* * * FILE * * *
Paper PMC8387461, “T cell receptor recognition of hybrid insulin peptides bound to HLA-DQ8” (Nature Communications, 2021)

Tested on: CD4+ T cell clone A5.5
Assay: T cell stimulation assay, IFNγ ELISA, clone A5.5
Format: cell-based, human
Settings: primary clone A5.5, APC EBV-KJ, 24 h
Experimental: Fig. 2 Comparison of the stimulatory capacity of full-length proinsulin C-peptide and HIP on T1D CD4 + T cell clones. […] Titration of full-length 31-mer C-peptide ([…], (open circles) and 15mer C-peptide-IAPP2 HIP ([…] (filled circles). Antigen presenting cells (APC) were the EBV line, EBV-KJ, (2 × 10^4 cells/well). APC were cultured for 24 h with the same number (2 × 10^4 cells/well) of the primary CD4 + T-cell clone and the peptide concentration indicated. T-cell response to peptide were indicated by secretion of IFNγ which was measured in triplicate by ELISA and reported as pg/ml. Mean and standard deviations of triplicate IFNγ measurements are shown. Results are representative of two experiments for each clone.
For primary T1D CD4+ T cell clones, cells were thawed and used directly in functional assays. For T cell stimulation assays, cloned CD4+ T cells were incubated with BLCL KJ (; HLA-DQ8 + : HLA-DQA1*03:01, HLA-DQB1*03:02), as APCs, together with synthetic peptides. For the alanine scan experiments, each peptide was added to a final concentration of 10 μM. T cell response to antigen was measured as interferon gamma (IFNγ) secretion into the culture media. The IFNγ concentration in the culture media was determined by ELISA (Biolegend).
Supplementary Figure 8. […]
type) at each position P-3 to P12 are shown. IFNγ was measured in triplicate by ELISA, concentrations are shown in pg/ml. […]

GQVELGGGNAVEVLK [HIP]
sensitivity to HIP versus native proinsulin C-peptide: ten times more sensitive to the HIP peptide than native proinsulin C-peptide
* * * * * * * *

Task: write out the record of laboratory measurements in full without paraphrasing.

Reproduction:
Paper PMC8387461, “T cell receptor recognition of hybrid insulin peptides bound to HLA-DQ8” (Nature Communications, 2021)

Tested on: CD4+ T cell clone A5.5
Assay: T cell stimulation assay, IFNγ ELISA, clone A5.5
Format: cell-based, human
Settings: primary clone A5.5, APC EBV-KJ, 24 h
Experimental: Fig. 2 Comparison of the stimulatory capacity of full-length proinsulin C-peptide and HIP on T1D CD4 + T cell clones. […] Titration of full-length 31-mer C-peptide ([…], (open circles) and 15mer C-peptide-IAPP2 HIP ([…] (filled circles). Antigen presenting cells (APC) were the EBV line, EBV-KJ, (2 × 10^4 cells/well). APC were cultured for 24 h with the same number (2 × 10^4 cells/well) of the primary CD4 + T-cell clone and the peptide concentration indicated. T-cell response to peptide were indicated by secretion of IFNγ which was measured in triplicate by ELISA and reported as pg/ml. Mean and standard deviations of triplicate IFNγ measurements are shown. Results are representative of two experiments for each clone.
For primary T1D CD4+ T cell clones, cells were thawed and used directly in functional assays. For T cell stimulation assays, cloned CD4+ T cells were incubated with BLCL KJ (; HLA-DQ8 + : HLA-DQA1*03:01, HLA-DQB1*03:02), as APCs, together with synthetic peptides. For the alanine scan experiments, each peptide was added to a final concentration of 10 μM. T cell response to antigen was measured as interferon gamma (IFNγ) secretion into the culture media. The IFNγ concentration in the culture media was determined by ELISA (Biolegend).
Supplementary Figure 8. […]
type) at each position P-3 to P12 are shown. IFNγ was measured in triplicate by ELISA, concentrations are shown in pg/ml. […]

GQVELGGGNAVEVLK [HIP]
sensitivity to HIP versus native proinsulin C-peptide: ten times more sensitive to the HIP peptide than native proinsulin C-peptide